THIS WEEK, we welcome Dmitri Barvinok for Thanksgiving stories taking us far away—to reflect on the basics of life here, at home, today. Dmitri’s family homeland is Belarus. Read Part 1 for more background.
Here is Part 2 in his series …
As you get on the road this week to join your family for Thanksgiving, you probably are taking your freedom of travel for granted. That truly is a blessing here in America. You also may be taking your safety for granted. So, today, I’m sharing a story about a time when hiding in a cellar was the only hope for survival.
In 1944 toward the end of World War II, the Red Army began to advance on the city of Slonim, Belarus. The German forces had already decimated the entire town, shelling nonstop from the top of a hill. The resulting battle dropped further shells onto gardens and homes. During the four-day retreat, my grandmother’s family sat in their cellar, underneath their barn. It was four square meters, almost exactly, and inside were her father, mother, a relative, two grandmothers and her little brother, Bogdan, who was sick with dysentery.
Their neighbors, the Talachinskiye, had dug themselves a shelter, which was little more than a hole, but they had uncovered a landmine, so the shelter was unusable. They were invited into my family’s cellar, which brought the total to thirteen. These people spent four days and four nights in this tiny, underground room. It was a hellishly hot July, and over the cellar lay pillows and blankets, to stop shrapnel and bomb fragments from breaking into the cellar.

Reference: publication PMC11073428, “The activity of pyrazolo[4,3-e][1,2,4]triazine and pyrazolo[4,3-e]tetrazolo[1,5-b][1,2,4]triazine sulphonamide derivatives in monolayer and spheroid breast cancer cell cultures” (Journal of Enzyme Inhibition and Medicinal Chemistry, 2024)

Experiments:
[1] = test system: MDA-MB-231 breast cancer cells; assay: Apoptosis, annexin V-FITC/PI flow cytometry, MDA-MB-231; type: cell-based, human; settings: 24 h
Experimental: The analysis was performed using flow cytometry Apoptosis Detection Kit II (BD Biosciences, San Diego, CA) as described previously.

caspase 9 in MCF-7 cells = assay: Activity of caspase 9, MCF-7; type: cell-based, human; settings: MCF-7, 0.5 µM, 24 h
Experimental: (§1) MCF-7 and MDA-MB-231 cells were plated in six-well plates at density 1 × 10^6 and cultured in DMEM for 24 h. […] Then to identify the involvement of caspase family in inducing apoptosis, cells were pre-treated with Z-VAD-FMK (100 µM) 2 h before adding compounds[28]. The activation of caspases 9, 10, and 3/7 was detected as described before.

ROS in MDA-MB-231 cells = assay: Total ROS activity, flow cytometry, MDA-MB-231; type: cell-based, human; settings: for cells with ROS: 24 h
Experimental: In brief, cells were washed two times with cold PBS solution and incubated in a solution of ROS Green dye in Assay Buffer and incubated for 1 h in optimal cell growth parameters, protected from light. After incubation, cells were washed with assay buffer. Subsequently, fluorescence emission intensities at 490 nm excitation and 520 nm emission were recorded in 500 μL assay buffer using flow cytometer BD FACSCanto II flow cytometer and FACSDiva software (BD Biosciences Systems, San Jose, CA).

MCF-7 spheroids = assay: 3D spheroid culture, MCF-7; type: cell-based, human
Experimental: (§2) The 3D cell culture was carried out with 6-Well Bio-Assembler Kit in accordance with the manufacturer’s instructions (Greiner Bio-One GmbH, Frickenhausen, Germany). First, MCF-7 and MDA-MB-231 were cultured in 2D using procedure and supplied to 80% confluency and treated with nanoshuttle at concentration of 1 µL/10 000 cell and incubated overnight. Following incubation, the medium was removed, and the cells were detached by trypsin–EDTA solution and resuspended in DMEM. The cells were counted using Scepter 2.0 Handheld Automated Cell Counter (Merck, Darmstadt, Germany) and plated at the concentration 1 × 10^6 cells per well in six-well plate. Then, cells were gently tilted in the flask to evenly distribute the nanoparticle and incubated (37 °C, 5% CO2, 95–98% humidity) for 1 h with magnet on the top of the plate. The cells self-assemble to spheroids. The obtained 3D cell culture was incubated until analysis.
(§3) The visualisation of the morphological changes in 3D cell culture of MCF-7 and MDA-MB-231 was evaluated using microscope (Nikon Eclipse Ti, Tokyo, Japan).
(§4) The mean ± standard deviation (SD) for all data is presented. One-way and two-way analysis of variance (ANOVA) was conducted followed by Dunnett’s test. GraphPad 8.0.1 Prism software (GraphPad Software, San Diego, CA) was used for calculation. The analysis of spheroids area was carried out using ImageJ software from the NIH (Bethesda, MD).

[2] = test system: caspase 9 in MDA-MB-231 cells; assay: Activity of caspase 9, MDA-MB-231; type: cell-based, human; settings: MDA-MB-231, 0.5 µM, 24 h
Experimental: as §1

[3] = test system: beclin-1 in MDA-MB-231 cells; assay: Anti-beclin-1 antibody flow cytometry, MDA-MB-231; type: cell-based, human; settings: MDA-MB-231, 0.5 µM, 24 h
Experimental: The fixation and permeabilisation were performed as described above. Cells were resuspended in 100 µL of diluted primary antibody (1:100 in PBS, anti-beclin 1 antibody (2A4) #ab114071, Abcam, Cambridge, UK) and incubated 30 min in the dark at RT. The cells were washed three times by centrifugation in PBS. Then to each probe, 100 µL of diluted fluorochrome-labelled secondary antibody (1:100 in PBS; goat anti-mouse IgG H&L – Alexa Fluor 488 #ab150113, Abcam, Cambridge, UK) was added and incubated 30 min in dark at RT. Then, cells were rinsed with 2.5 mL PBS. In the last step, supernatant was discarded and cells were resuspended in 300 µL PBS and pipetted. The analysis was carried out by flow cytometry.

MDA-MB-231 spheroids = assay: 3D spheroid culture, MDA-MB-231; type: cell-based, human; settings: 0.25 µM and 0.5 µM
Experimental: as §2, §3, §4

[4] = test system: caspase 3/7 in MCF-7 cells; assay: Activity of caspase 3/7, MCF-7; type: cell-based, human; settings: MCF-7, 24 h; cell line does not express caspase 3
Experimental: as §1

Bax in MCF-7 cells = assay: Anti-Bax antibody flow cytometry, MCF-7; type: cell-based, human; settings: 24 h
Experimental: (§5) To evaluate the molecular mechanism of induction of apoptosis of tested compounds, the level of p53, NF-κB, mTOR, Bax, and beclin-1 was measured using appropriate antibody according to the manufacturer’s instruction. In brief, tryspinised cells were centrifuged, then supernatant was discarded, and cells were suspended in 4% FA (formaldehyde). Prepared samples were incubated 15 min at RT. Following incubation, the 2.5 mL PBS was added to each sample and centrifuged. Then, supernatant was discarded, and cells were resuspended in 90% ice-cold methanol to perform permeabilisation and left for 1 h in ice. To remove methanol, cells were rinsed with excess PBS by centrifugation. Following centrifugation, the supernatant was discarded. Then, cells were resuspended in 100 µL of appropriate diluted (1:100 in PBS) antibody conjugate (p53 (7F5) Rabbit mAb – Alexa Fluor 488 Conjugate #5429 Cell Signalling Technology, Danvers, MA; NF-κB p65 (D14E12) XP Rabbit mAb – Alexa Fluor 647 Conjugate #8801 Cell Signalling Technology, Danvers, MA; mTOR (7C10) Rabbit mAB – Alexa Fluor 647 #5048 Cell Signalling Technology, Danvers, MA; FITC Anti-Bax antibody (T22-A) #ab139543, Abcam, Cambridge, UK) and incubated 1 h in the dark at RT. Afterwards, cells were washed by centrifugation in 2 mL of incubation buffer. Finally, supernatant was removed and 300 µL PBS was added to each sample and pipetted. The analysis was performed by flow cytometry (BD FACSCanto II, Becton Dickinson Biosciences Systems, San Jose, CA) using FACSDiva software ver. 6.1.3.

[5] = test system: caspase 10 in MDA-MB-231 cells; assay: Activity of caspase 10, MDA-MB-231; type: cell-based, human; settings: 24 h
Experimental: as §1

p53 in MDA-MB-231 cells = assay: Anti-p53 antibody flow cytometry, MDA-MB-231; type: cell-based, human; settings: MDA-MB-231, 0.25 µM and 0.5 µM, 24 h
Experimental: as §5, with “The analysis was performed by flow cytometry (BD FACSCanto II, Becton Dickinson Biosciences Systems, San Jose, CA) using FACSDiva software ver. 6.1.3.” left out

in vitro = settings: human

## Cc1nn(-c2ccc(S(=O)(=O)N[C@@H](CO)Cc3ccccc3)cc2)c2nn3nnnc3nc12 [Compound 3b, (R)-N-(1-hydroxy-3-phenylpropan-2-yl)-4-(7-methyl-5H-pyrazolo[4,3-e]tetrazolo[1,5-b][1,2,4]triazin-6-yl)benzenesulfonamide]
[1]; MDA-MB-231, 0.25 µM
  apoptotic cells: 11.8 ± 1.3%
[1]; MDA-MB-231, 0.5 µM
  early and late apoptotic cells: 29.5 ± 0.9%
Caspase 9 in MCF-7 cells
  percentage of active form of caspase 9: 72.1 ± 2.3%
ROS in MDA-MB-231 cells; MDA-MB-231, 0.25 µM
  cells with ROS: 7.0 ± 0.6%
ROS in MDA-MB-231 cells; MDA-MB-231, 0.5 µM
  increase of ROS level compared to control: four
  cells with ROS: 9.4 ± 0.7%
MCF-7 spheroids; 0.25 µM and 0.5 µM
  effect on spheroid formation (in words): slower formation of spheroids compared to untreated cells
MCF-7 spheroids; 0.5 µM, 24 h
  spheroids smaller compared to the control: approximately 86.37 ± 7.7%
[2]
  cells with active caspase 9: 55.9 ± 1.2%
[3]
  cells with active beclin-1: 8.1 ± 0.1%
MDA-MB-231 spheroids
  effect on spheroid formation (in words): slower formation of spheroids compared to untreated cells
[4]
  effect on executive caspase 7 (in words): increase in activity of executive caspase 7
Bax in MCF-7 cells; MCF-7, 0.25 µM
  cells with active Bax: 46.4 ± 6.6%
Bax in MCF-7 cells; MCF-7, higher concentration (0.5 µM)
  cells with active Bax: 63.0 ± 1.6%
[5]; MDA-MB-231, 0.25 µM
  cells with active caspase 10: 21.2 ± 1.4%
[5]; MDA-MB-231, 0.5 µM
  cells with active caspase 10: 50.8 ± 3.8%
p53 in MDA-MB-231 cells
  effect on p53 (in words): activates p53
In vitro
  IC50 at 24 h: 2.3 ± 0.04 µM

Four of the Talachinskie family were able to escape to Poland after the retreat: two young boys, the mother and the daughter. After leaving their cellars, the people of the city began to clean up their yards and roads, littered as they were with the remnants of shells, as well as whole shells that did not explode, and lay dangerously exposed amid the trampled garden plants.
Sbignev Talachinskie, one of the escaped boys, became a well-known poet and several years ago he came back to Slonim. He entered the old cellar and photographed every inch. He died of a heart attack not too long ago, but his memory lives on in his poetry.
Bogdan survived the cellar as well. Some claimed the key to his recovery was that there was no food. It was impossible to cook, or even leave the cellar to get something. There was nothing for his body to expel and the dysentery did not kill him—at least that’s the way the family story is told.
Cellars were a common hiding spot. In the 1930s, during the Ukranian famine, Tatyana, a dear family friend, hid in her grandmother’s cellar for three years, before she was able to escape to France in a metal box, smuggled out by a German officer. Tatyana’s grandmother said that she was protecting her from cannibalism that reportedly was tempting others in that devastating famine.
When was the last time were you confined to your home?
What’s your biggest public safety fear?
Please, leave a Comment below.
Originally published at www.OurValues.org, an experiment in civil dialogue about American values.